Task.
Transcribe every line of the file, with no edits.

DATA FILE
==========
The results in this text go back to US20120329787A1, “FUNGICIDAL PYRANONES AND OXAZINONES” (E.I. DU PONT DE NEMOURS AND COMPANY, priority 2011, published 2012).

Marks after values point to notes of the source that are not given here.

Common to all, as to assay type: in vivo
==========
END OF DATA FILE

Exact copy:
The results in this text go back to US20120329787A1, “FUNGICIDAL PYRANONES AND OXAZINONES” (E.I. DU PONT DE NEMOURS AND COMPANY, priority 2011, published 2012).

Marks after values point to notes of the source that are not given here.

Common to all, as to assay type: in vivo